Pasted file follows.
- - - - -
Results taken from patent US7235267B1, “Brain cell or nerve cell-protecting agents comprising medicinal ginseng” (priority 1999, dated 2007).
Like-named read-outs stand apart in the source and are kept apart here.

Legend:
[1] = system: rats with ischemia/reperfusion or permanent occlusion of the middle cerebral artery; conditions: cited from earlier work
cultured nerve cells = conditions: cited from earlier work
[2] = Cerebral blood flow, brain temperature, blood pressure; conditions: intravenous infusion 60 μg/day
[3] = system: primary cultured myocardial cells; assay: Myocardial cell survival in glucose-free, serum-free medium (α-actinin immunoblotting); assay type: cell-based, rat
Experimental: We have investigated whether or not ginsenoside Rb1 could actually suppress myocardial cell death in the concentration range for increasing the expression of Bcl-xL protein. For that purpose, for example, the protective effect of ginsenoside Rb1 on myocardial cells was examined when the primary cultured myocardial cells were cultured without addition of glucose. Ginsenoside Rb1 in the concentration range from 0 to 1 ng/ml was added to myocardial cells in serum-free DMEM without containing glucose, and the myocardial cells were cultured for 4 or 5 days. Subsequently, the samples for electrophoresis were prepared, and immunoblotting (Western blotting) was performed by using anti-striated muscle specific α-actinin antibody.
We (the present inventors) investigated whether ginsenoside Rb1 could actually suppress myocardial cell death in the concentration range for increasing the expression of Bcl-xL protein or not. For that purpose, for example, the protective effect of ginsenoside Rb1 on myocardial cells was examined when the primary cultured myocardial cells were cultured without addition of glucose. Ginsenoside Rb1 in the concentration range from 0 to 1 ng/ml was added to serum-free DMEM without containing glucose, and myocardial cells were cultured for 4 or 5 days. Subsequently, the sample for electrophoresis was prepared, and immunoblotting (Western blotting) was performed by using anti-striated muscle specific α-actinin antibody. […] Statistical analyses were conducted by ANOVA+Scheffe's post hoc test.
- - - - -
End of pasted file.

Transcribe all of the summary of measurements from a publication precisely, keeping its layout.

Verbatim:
Results taken from patent US7235267B1, “Brain cell or nerve cell-protecting agents comprising medicinal ginseng” (priority 1999, dated 2007).
Like-named read-outs stand apart in the source and are kept apart here.

Legend:
[1] = system: rats with ischemia/reperfusion or permanent occlusion of the middle cerebral artery; conditions: cited from earlier work
cultured nerve cells = conditions: cited from earlier work
[2] = Cerebral blood flow, brain temperature, blood pressure; conditions: intravenous infusion 60 μg/day
[3] = system: primary cultured myocardial cells; assay: Myocardial cell survival in glucose-free, serum-free medium (α-actinin immunoblotting); assay type: cell-based, rat
Experimental: We have investigated whether or not ginsenoside Rb1 could actually suppress myocardial cell death in the concentration range for increasing the expression of Bcl-xL protein. For that purpose, for example, the protective effect of ginsenoside Rb1 on myocardial cells was examined when the primary cultured myocardial cells were cultured without addition of glucose. Ginsenoside Rb1 in the concentration range from 0 to 1 ng/ml was added to myocardial cells in serum-free DMEM without containing glucose, and the myocardial cells were cultured for 4 or 5 days. Subsequently, the samples for electrophoresis were prepared, and immunoblotting (Western blotting) was performed by using anti-striated muscle specific α-actinin antibody.
We (the present inventors) investigated whether ginsenoside Rb1 could actually suppress myocardial cell death in the concentration range for increasing the expression of Bcl-xL protein or not. For that purpose, for example, the protective effect of ginsenoside Rb1 on myocardial cells was examined when the primary cultured myocardial cells were cultured without addition of glucose. Ginsenoside Rb1 in the concentration range from 0 to 1 ng/ml was added to serum-free DMEM without containing glucose, and myocardial cells were cultured for 4 or 5 days. Subsequently, the sample for electrophoresis was prepared, and immunoblotting (Western blotting) was performed by using anti-striated muscle specific α-actinin antibody. […] Statistical analyses were conducted by ANOVA+Scheffe's post hoc test.